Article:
Canada moved up to fifth place from eighth of countries with the most millionaire households in 2016, according to a recently published report by Boston Consulting Group (BCG).
And yet, the Bank for International Settlements (BIS), Bank of Canada and other organizations have recently expressed concern about the country’s debt problems.
The BIS, which serves as a bank for central banks, is flashing warning signals that mean Canadian debt has reached critical levels, and will likely result in a financial crisis. The BIS notes that the gap between credit consumption and economic output (gross domestic product) has reached a critical 14.1 level in Canada.
That gap measures the risk associated with the credit given to households and businesses in a country. The BIS considers anything above 2 to be a strong gap, and anything above 10 to be a critical warning. Breaching 10 results in a banking crisis in two-thirds of economies within three years.
More locally, the Bank of Canada recently warned that Canada’s financial system is becoming increasingly exposed to economic shocks as household debt levels continue to climb and major housing markets remain hot. The central bank noted that highly indebted households have less flexibility to deal with sudden changes in their income.
“As the number of these households grows, it is more likely that adverse economic shocks to households would significantly affect the economy and the financial system,” the bank said.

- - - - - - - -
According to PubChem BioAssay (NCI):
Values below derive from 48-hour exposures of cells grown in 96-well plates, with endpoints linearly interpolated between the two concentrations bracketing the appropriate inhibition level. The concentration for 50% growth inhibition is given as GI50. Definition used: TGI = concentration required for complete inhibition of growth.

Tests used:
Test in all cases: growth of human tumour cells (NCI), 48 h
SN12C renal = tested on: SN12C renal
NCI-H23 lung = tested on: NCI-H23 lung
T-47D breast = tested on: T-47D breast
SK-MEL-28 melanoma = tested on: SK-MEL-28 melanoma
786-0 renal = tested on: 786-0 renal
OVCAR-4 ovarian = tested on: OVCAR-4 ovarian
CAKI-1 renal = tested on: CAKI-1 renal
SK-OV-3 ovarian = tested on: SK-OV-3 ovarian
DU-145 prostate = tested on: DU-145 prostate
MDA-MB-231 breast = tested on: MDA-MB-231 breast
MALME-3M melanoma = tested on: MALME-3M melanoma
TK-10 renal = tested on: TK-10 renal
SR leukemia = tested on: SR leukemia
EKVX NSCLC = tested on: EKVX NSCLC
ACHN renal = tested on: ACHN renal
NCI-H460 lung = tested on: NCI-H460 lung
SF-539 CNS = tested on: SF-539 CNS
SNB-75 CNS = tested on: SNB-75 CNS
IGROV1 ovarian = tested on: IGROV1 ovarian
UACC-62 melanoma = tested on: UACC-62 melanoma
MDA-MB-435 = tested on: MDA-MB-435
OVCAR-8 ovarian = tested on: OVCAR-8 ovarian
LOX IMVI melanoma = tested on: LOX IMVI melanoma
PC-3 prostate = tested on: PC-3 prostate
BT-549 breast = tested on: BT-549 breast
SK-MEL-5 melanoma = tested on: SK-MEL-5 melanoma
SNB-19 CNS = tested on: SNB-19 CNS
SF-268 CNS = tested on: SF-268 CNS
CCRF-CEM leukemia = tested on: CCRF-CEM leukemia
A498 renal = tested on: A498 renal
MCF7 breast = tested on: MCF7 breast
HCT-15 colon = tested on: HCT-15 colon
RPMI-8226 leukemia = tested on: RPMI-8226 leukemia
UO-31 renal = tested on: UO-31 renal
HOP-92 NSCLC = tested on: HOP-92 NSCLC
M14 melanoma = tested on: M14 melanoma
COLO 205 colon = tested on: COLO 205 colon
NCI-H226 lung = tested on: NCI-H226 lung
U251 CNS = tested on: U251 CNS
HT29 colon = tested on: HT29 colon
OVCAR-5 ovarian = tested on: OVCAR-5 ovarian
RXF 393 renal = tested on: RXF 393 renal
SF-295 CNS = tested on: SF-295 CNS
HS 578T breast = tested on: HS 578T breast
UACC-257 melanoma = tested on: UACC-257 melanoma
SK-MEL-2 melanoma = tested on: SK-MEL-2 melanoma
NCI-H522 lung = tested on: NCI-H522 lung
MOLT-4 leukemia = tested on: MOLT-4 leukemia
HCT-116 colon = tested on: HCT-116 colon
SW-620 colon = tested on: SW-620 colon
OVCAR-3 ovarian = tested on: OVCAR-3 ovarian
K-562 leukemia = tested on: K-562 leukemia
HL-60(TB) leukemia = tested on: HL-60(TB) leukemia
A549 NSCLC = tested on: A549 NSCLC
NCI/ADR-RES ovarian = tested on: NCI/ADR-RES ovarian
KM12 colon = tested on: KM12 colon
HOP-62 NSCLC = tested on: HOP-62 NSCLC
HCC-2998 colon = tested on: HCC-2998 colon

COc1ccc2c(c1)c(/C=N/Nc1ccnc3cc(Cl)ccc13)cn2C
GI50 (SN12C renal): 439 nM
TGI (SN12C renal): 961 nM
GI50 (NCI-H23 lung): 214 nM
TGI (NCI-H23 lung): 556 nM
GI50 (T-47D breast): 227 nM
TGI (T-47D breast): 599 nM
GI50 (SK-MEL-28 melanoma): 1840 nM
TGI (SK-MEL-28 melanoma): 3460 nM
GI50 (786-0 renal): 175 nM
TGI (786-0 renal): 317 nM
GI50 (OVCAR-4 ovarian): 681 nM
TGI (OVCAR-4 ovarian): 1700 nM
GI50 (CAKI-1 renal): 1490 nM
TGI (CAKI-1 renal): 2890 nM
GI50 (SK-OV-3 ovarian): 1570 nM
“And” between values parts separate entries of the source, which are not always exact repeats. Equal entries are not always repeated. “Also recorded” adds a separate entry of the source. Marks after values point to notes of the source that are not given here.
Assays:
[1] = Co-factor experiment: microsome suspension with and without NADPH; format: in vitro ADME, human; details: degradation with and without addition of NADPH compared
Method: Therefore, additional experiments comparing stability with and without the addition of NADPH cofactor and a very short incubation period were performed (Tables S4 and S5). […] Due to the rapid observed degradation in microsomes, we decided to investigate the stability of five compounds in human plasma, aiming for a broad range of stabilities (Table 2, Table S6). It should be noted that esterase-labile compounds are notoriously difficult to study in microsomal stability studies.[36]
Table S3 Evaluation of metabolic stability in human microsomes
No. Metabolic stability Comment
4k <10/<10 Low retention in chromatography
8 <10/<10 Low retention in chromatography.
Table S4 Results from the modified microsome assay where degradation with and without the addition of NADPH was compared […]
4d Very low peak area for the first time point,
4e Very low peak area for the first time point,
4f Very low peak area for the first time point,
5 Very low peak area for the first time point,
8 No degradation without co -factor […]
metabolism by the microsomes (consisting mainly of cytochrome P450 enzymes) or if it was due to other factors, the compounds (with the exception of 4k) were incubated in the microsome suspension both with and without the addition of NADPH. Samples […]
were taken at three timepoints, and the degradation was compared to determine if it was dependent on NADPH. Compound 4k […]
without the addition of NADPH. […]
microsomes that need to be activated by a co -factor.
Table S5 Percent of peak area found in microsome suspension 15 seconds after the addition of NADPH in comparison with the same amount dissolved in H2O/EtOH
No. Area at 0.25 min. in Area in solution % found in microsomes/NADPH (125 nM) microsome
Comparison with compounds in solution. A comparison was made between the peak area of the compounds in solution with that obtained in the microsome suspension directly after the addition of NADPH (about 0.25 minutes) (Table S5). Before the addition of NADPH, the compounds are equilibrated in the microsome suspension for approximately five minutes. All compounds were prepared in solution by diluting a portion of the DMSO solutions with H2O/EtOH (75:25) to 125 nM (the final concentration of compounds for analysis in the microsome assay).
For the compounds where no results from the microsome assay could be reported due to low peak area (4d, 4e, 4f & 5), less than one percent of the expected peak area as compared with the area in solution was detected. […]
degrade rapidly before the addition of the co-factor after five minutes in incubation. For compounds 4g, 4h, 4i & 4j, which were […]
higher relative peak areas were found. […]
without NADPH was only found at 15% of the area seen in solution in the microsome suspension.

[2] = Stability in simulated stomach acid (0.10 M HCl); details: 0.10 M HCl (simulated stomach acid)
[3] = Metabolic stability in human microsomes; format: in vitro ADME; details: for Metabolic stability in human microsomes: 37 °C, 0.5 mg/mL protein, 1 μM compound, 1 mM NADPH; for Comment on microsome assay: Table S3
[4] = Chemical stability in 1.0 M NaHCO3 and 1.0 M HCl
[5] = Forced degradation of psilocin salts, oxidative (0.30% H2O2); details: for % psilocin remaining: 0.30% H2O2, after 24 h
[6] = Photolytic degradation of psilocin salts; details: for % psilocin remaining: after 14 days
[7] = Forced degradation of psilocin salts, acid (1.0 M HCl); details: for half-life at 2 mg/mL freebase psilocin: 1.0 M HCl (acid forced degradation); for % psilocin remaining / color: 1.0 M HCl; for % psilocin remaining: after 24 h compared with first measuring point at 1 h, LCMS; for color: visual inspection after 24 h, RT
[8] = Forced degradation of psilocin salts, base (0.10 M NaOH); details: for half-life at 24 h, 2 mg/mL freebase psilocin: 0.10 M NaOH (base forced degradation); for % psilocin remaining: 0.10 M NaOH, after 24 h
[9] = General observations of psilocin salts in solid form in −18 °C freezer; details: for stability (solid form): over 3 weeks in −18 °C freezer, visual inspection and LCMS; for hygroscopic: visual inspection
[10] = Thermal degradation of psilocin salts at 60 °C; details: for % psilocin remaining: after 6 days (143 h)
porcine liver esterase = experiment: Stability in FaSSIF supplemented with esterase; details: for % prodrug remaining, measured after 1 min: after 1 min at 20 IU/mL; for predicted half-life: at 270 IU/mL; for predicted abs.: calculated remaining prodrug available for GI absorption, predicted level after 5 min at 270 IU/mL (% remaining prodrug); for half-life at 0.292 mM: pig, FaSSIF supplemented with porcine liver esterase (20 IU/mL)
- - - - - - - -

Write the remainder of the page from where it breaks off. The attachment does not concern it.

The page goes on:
And while it seemed Canadians were ignoring its warnings about high household debt, the central bank posted a video on YouTube explaining how the dangerous combination of debt and inflated house prices could lead to recession or worse.
Statistics Canada also recently confirmed that many Canadians are drowning in debt. The agency said Canadians owed $1.67 in consumer credit, mortgages and non-mortgage loans for every dollar of household disposable income in the first quarter of 2017. That was a slight quarterly decrease as household net worth rose from the end of 2016.
It’s interesting to note that despite the high debt levels, most Canadians don’t appear to be defaulting. Credit agency TransUnion says that the 90-plus day non-mortgage account delinquency rate in the first quarter of 2017 dropped to 2.72%, down nearly 1.5% from the year before.
Meanwhile, Canada’s richest households control an ever-growing share of the country’s wealth. According to the Fraser Institute, a nonpartisan research and educational organization, the top 20% of Canadians own about 67% of the country’s wealth and the bottom 20% own none. But what accounts for this inequality? Not necessarily hard work or large inheritances.
“A deeper understanding of the statistics reveals the vast majority of wealth inequality in Canada is simply due to differences in people’s age and the fact that people accumulate more wealth as they get older. In other words, wealth inequality is largely a fact of life,” the Fraser Institute says.
Meaning that the wealth gap in Canada is explained by people’s stage in life.
But that doesn’t help if you’re saddled with debt, whether you make more than $500,000 a year or less than $30,000. What can you do about it? Here are a few suggestions.
The first step is to calculate your debt situation. Your financial advisor can help with this. One way is to find your debt-to-asset ratio. This measures what you owe (liabilities) to what you own (assets). Add up your mortgage, car loan, lines of credit, credit card debt and anything else you owe. Then tally your total assets, including the appraised value of your home, savings and investments including Registered Retirement Savings Plans and Tax Free Savings Accounts, and any other property that’ll grow or retain its value.